My father was from the old school of salesmen. He had the gift of gab and believed in his product while it seems today as if everyone pushing something is out just to make a buck.
I recently went to a men’s clothier to buy a new suit which had been long overdue. Six months earlier the store used to be across the street from my condo building. They moved away to a more obscure but not too far distant location. At the old place, the entrance was as if going into a speakeasy. One had to drive to the back parking lot that was much in need of repair and enter through a very nondescript and almost unmarked door. Once inside, there were a handful of salesmen eager to grab the next sucker, I mean, prospect entering through the ugly portal.
The new place seems to be a much bigger building but there are hardly any salesmen ready to fawn on the fresh meat. The one who finally did mosey on over was someone I recognized from the old site. Once he recognized me and remembered that I lived across from the previous location, he expressed his deep gratitude that I came by. Apparently, they were worried that they had lost the natural traffic that the old location brought in. It was on a high profile street less than two blocks east of a major expressway.
Generally, I don’t like a salesperson fawning over me as I look through merchandise but when it comes to buying a suit, I appreciate it. I need an objective voice to tell me that the clothes fit properly and if it is the right color and style.
I feel the same way when I am looking to purchase a major electrical appliance. I want someone there to guide me to the properly featured and priced item for my budget. I also like the idea that at some these type of stores you can haggle over the price.
I recently went to a very well-known electronics chain store looking to purchase an inexpensive portable phone. At the door, I asked the combination greeter and bag checker where the area for the portable phones was located. He pointed to the specific area and I waded my way there. Once there, a young fellow with a microphone headset over his ears and a walkies-talkie in his hand approached. He asked what I was looking for and pointed out the specific options on the shelves. He continued to stand in my vicinity with his body facing mine but now he was looking out in other directions for other fish to catch. I had a couple of more questions to ask before I felt comfortable making selection, but he seemed disinterested in getting involved. Only when I said, â€œexcuse me, but could you answer this for me?â€ did he relent to look me in the face. As soon as I got answers that made me comfortable with a purchase decision, he ran off. I guess buying something for less than thirty-five dollars was not worth his time even though he was not paid a commission.
My father put on his stationery a picture of his smiling face while holding a cup of coffee along with a tag line that read, â€œC’mon over and visit. The coffee is always warm.â€ With a product such as life and health insurance, he was required to not only sell but service his clients. He was just as thoughtful and eager to help a client process a claim form as he used it for an opportunity to sell additional policies to the claimant’s friends and relatives.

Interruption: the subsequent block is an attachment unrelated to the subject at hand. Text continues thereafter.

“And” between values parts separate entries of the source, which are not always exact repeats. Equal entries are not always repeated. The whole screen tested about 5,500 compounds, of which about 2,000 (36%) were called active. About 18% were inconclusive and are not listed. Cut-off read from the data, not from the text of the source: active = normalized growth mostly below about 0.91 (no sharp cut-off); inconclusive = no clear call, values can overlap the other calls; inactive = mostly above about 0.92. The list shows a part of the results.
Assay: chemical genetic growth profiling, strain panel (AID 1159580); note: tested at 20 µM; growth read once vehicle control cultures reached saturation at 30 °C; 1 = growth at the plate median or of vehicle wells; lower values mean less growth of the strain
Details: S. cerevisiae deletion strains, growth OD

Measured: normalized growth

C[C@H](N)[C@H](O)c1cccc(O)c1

Of course, this was during the days before the Internet where so much is now a matter of direct sale and servicing of claims. It was towards the end of his career that computers started to take a toehold in his industry. He bragged about the first time he typed a policy form proposal for approval from the home office into what looked like a typewriter hooked up to a telephone acoustic coupler. He told Ma and me that he programmed a computer. I had to explain to him that he input data into a modem gateway.
It didn’t matter to him. All it meant was that he could now expect to get a faster turn-around on policy approvals which meant getting his commissions even sooner.
The life insurance products that he sold guaranteed him commissions for as long as the policyholder
continued to pay into it, albeit at a gradually reduced portion. Several of his clients had no idea that he was in a nursing home for almost the last seven years of his life. Sometimes they would call at the house and my mother would have to explain that he was â€œretiredâ€ and should talk to the home office for another person to help them. He kept getting those commission checks automatically posted into his bank account. Only when he passed away did the money cease. However, what my mother did not know, nor for that matter did my father, was that the company had kept a special life insurance policy on him due to his more than thirty-five years association with the firm. Despite losing a portion of social security benefits as well as his pension, Ma thankfully received a handsome payout on that special policy.
I guess the moral of the story is that one good deed- dedication to the craft of selling and keeping customers happy for so many years- turns another. And that’s a good policy.